Contained Stories Here To Stay Or Gone Tomorrow
by Jorge Gonzalez of Roadmap Writers

The industry is changing. We all see it. And just like any strong third act, the stakes are higher than ever. As studios and networks figure out how to bring production back online, what’s at stake is not just the safety of their cast and crew but also the creation of a production model that will allow them to return to making content of all sizes. But while we are still in the nascent stages of resuming production, there seems to be more demand than ever for contained stories.

This shouldn’t come as a surprise either. For years there has been an appetite for contained, budget-conscious projects that could scale and work on a wide theatrical level. Films like the John Cho starrer SEARCHING, caught a lot of attention when it came out of Sundance in 2018. As a film that primarily takes place entirely in front of a computer screen, it exemplified what a compelling contained story can be. Other notable contained stories over the last few decades include 10 CLOVERFIELD LANE, PHONE BOOTH, PANIC ROOM, DON’T BREATHE, LOCKE, and GREEN ROOM to name a few.

Why studios are clamoring for contained content, especially now, is because making a mass scale project like AVENGERS ENDGAME requires a village to put together. With huge crews, tons of extras, and on-screen antics, these productions are far from socially distant. So what’s the alternative?

With all of this comes innovation. Let’s take a look at the forthcoming Netflix anthology Series from ORANGE IS THE NEW BLACK creator Jenji Kohan: the series appropriately titled SOCIAL DISTANCE pushed the creators to experiment with something new by creating a project with a virtual first mindset, with none of the cast and crew meeting face to face. While this show might be at one extreme of the spectrum, contained stories offer the benefit of having fewer locations and smaller casts. Look at Blumhouse and Universal’s THE INVISIBLE MAN which had its theatrical run right before movie theatres started closing up. This instant masterpiece from Leigh Whannel pits Elisabeth Moss against an invisible enemy. What’s more here is that this film falls in line with the low-cost Blumhouse model. With a reported budget of $7M before P&A and a shortened run in theatres, the film still managed to bring in just shy of $123M worldwide. Let us not forget Jordan Peele’s GET OUT, also from Uni and Blumhouse that earned $255M on a $4.5M budget. So pandemic concerns aside, contained stories can generate serious revenue for studios while mitigating the budgetary risk of some of their other nine-figure tentpoles.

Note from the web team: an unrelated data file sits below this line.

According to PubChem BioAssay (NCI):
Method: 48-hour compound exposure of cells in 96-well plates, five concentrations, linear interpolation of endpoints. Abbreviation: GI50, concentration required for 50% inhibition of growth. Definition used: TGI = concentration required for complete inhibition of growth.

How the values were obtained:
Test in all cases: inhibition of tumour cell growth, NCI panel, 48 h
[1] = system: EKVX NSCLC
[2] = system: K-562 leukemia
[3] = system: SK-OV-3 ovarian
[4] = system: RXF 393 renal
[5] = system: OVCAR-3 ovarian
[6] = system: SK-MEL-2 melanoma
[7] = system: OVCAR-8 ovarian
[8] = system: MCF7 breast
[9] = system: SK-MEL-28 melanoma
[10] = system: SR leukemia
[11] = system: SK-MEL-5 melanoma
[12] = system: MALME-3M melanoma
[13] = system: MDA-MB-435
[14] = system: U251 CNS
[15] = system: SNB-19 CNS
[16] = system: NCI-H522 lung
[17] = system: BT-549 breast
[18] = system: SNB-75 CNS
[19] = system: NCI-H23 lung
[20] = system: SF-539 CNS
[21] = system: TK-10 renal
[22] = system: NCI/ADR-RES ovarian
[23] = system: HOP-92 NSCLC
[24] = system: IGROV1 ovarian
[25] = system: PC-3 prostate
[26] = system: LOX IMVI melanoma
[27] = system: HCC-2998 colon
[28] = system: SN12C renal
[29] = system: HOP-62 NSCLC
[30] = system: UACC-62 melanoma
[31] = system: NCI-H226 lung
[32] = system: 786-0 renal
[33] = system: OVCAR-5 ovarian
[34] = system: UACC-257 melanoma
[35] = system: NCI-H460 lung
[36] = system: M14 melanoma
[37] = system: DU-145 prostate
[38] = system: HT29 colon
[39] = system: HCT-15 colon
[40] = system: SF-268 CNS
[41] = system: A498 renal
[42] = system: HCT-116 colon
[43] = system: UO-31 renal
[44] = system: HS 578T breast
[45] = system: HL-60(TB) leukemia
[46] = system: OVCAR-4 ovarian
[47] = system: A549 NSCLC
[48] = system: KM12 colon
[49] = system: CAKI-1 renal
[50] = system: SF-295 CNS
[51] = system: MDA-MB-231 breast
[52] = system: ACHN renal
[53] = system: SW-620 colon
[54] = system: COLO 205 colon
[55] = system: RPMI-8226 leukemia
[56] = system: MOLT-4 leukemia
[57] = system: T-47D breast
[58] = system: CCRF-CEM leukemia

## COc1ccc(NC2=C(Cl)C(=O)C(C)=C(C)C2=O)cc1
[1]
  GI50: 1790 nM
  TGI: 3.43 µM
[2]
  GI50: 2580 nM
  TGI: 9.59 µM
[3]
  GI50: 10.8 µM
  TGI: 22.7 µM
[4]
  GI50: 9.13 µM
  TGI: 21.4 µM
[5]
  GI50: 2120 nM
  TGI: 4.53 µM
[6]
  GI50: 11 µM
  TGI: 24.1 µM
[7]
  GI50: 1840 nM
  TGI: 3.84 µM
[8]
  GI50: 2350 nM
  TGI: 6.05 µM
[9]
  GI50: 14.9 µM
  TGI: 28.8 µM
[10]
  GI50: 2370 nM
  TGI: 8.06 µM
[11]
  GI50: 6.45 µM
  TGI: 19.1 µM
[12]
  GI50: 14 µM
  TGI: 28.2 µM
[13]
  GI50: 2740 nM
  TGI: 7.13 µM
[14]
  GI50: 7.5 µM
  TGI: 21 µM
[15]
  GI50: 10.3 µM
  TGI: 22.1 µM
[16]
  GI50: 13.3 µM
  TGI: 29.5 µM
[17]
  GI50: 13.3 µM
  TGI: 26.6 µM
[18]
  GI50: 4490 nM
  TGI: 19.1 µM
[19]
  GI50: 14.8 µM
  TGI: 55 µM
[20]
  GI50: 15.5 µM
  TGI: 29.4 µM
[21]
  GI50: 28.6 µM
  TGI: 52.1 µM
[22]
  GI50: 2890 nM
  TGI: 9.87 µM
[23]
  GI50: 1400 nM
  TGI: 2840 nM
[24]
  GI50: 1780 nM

Does this mean the end of larger productions? Of course not. Several studios like MGM and Paramount have spent the pandemic acquiring new material either based on IP or with big stars attached. Knowing that by the time they get through the development cycle and are in any shape to start shooting, there will be a vaccine or the industry will have perfected a safe production model.

Writers are often told not to chase the trend, which is by and large sound advice. The thing is that contained stories don’t all need to be about a viral outbreak that impacts the world on a global scale. There are countless stories to be told in a contained way and have proven themselves as a valuable and necessary part of studios slatesThe point is, contained stories are here to stay. They existed long before the pandemic and will continue well after. And while we may see more of them in the short term, this will by no means replace the larger scale film and TV we know so well.


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